Retail giant Kingfisher is considering shutting down nearly a quarter of its Comet stores in a fresh attempt to remove excess capacity from the overcrowded electrical retail market.
Kingfisher, which owns Woolworths, Superdrug and B&Q, as well as Comet, has told City analysts that a review of the chain’s operations could include the closure of “20 to 50” of its 235 Comet stores.
It is understood the firm could axe smaller stores located at the edge of towns, many of which were opened in the early and mid-Eighties.
Kingfisher is in its closed period before announcing interim results in March, and says it cannot comment.
Morgan Stanley analyst Nick Bubb comments: “Half of Comet’s smaller stores are poorly located, and the company needs to restructure its store portfolio.”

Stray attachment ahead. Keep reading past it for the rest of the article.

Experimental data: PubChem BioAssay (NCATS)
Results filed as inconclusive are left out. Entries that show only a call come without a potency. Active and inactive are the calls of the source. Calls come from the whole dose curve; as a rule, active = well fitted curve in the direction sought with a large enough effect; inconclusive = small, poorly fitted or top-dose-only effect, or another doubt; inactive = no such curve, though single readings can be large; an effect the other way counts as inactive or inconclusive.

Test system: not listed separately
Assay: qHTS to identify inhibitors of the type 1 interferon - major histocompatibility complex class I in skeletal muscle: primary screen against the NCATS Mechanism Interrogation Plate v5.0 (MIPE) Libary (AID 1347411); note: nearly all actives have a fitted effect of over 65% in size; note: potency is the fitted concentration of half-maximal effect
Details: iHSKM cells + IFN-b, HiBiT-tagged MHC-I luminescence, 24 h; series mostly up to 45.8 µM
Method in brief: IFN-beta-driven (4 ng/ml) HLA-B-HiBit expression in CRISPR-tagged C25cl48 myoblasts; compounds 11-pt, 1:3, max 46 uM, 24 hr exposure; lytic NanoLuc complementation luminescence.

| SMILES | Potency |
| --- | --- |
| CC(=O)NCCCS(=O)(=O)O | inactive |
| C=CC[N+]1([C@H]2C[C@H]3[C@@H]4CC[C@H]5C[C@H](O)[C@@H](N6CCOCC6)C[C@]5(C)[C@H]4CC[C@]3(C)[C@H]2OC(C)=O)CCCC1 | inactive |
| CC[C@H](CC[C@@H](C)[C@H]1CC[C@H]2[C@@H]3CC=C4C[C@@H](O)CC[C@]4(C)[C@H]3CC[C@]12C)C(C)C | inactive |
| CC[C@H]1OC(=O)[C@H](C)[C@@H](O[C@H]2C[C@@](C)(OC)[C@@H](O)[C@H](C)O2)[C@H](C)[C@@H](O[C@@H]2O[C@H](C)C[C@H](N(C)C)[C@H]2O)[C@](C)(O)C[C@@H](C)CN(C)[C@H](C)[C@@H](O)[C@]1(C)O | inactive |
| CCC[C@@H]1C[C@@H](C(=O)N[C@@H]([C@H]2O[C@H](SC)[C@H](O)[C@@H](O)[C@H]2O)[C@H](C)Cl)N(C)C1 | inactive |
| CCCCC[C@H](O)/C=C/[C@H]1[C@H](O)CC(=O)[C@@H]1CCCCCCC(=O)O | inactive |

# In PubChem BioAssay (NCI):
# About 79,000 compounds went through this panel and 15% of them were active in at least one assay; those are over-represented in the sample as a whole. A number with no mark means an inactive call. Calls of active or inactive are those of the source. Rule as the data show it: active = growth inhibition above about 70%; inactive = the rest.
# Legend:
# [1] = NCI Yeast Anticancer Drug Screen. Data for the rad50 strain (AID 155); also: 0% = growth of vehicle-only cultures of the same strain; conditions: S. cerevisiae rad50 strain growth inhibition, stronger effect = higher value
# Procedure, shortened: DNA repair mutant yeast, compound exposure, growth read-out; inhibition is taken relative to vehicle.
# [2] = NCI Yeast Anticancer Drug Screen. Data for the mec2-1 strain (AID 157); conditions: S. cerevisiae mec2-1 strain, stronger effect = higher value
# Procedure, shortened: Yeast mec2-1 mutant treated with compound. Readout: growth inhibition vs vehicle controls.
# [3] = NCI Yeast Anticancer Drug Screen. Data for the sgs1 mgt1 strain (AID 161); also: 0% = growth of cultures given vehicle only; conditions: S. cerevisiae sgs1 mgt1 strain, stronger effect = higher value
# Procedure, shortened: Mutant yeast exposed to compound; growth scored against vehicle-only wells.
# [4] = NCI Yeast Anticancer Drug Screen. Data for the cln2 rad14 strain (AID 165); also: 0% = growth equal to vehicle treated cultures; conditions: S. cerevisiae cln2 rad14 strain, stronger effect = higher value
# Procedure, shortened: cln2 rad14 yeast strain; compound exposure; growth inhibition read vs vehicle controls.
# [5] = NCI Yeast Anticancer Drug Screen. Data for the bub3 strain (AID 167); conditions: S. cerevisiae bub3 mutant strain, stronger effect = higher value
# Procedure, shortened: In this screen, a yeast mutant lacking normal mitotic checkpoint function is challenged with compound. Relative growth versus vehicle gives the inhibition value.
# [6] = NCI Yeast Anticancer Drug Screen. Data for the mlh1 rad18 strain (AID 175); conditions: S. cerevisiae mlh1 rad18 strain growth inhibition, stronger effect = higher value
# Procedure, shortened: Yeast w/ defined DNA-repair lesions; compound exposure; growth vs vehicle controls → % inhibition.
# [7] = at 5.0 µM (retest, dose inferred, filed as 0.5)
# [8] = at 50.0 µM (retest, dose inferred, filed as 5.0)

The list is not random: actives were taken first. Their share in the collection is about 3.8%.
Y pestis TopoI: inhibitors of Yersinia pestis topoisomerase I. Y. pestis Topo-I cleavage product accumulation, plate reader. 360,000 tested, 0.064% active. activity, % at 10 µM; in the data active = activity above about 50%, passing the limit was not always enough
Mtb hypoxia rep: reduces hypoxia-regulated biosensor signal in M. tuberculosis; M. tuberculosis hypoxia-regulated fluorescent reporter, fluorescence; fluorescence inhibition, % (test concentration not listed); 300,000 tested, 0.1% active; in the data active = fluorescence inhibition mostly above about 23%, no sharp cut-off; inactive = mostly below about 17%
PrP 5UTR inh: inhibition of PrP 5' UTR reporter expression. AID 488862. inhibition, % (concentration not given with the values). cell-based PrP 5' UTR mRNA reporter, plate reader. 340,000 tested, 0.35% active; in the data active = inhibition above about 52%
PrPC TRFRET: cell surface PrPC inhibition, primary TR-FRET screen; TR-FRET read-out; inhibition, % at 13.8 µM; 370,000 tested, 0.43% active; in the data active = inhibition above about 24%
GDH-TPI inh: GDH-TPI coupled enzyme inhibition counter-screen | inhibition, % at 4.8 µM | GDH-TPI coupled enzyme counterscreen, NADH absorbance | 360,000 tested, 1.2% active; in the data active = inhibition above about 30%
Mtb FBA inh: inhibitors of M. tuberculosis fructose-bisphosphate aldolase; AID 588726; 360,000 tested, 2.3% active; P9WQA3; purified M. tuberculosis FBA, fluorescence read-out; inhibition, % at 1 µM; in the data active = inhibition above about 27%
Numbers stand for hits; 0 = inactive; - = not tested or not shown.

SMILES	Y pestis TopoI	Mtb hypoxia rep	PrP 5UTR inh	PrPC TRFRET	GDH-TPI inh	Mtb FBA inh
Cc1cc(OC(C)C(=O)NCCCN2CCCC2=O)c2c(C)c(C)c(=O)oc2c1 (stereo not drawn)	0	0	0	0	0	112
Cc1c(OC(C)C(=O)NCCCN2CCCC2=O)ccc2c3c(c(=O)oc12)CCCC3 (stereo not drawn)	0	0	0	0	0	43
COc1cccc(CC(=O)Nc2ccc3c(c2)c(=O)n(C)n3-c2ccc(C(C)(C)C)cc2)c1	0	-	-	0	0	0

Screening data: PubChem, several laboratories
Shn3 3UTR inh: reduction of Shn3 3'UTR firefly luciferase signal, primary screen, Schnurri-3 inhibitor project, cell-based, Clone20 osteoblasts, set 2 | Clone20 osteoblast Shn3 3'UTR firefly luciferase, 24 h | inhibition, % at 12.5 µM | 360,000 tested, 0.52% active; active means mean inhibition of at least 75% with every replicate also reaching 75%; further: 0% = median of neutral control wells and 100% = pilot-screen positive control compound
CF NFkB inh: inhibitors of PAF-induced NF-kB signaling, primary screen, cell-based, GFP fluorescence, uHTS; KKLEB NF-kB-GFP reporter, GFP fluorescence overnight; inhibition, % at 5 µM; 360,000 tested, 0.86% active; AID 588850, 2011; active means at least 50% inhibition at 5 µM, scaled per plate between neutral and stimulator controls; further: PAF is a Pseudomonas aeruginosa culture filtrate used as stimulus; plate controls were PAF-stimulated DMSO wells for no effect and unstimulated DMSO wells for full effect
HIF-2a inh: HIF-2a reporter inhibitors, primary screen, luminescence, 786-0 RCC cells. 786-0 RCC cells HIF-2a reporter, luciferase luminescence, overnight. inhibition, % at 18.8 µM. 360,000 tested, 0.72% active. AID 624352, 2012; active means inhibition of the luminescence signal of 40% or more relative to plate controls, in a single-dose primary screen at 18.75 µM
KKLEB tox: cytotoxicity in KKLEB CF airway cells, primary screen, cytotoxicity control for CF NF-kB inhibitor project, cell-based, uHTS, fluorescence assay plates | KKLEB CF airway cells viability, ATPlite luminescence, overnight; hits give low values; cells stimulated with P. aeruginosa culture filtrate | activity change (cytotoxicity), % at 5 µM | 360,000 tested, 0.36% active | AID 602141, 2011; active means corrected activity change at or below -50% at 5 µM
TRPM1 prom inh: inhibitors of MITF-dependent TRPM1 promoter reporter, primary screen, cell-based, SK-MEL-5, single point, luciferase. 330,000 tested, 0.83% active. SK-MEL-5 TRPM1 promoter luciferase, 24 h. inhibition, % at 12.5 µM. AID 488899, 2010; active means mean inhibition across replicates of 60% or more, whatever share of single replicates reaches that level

But store rationalisation is not the only issue facing Comet’s new chairman Eddie Styring, Bubb explains. “Comet missed out on the PC and multimedia markets. Its product mix is another problem.”
Kingfisher is under growing City pressure to take radical action at Woolworths. In a note by top brokerage house Natwest Markets, analyst John Richards argues that the chain should be split in two.
The larger stores should be sold off to other high-street players such as Marks & Spencer, WH Smith and Tesco – for its Metro format, he says. The smaller shops could then be positioned as local convenience stores.